Every year a handful of small, independent American films show up that leave you breathless. Leave No Trace is one of them.
Director Debra Granik favors stories of people living just along the seams of society. That includes her acclaimed 2010 feature Winter’s Bone (which introduced the world to Jennifer Lawrence) and the 2014 documentary Stray Dog, about a Vietnam vet living with PTSD.
That’s hard to accomplish when you’re making films for an audience who mostly live much closer to the centers of power. Films like these usually find their following among a more privileged art-house crowd, and it’s easy to turn the stories of those on the margins into objects of curiosity or condescension.
But Granik’s restraint as a filmmaker means she pulls it off without patronizing, fetishizing, or aestheticizing her subjects. Her characters and their relationships don’t just exist for us to watch. They’re also part of the broader fabric of an American society that pays lip service to individualists and originals, but makes it extraordinarily hard for anyone without access to resources to live freely and well.
Yet they live on. Leave No Trace is the story of a bond between a teenage daughter and her veteran father, but in the background is another kind of bond, something that keeps the world from spinning apart. That’s Granik’s subject, and Leave No Trace explores it simply but unforgettably.
Leave No Trace explores the economic and mental toll of living outside the system
Leave No Trace feels like it belongs to a school of Northwest neorealism I most closely associate with Kelly Reichardt, the Portland-based director whose film Wendy and Lucy was about the tragic mercy that strangers extend to one another when they’re scraping the bottom of the barrel. The pivotal moment in that film comes when a gruff but kind acquaintance hands Wendy the cash she desperately needs — only for her to discover, when she opens her hand, that it’s just a few dollars. That’s all he could spare.
A few dollars can’t save Wendy. But that gesture of compassion, despite its smallness, signifies something big. As with other neorealist movements in cinema, movies like Wendy and Lucy and Leave No Trace focus on poor and working-class people who struggle to put together enough money to facilitate a life. They look at the communities people form to support one another when the world they live in wants no part in their lives.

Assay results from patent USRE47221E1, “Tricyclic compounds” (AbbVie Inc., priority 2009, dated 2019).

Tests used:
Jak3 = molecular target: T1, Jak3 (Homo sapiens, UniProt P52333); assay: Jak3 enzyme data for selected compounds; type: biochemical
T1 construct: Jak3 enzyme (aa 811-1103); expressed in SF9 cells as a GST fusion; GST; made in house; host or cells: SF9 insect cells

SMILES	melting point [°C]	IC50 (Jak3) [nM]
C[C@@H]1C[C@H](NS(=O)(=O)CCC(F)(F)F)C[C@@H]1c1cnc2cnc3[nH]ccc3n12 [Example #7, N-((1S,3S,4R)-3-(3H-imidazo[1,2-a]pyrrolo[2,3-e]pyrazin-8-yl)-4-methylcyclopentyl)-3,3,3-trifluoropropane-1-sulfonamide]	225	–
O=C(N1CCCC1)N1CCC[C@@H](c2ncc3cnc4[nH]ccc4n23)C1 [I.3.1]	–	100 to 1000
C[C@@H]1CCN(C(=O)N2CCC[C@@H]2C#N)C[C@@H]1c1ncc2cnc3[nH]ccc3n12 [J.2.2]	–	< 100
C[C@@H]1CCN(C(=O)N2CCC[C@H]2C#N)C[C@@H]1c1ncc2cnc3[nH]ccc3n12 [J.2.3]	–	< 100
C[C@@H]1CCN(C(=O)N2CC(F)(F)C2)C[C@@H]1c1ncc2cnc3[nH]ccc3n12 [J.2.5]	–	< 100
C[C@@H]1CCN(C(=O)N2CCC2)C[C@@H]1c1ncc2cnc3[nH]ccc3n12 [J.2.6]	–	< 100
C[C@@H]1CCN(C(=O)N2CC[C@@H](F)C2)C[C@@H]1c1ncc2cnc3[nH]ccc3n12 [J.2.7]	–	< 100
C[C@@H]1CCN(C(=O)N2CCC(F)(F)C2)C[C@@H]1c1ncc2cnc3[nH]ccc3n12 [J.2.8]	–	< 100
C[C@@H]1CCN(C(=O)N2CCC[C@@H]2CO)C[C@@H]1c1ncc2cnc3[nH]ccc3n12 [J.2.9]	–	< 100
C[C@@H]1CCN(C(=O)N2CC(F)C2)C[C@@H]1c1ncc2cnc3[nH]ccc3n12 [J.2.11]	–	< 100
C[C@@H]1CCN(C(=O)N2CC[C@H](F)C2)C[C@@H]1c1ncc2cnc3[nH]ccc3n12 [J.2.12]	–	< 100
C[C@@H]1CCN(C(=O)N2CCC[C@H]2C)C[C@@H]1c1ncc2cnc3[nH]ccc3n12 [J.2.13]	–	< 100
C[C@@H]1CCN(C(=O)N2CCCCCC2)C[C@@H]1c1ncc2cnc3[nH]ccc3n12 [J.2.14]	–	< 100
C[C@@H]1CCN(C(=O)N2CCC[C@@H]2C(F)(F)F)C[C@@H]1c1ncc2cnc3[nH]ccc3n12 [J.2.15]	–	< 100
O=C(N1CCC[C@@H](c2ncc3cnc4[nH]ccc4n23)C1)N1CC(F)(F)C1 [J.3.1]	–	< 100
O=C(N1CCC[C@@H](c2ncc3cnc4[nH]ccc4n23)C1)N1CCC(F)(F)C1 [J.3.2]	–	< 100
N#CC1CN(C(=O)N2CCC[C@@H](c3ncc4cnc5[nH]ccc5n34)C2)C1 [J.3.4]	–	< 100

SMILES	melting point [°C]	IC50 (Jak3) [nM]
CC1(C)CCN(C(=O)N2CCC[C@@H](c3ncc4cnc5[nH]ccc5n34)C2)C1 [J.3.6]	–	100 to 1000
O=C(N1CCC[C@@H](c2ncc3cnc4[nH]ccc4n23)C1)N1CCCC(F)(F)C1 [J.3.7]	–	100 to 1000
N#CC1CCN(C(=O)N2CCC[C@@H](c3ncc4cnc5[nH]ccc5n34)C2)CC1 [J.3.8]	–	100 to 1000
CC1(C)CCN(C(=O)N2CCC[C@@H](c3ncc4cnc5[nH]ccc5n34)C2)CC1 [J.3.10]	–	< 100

As in other neorealist movements, in these films the mental toll of poverty is as important as the economic toll. Anxiety and fear reshape the ways people live, and the ways they can participate in society at all.
That is what has happened to Leave No Trace’s Will (Ben Foster), a veteran of some recent, unspecified war whom we come to understand is living with PTSD. He and his teenage daughter Tom (a brilliant Thomasin McKenzie) live in a forest in Oregon, on public land, mostly off the grid. At first it looks like a post-apocalyptic film: Will and Tom harvest rainwater, sleep in a tent, eat hard-boiled eggs, and then reuse the shells as compost for their gardens, and “train” in the woods to hide when they hear others coming.
But it turns out that Will and Tom live in the woods because Will’s PTSD makes it difficult for him to live anywhere else, and he has trouble trusting any conventional social system. The details of their history are left mostly sketched, but Tom’s mother died when she was too young to remember, and Will has been raising and homeschooling her since then. They go into town sometimes to buy supplies, but otherwise they keep to themselves.
Unfortunately, they get caught. Living on public land isn’t legal, and the authorities who find them are particularly concerned for Tom’s well-being. They’re brought in for questioning by social workers.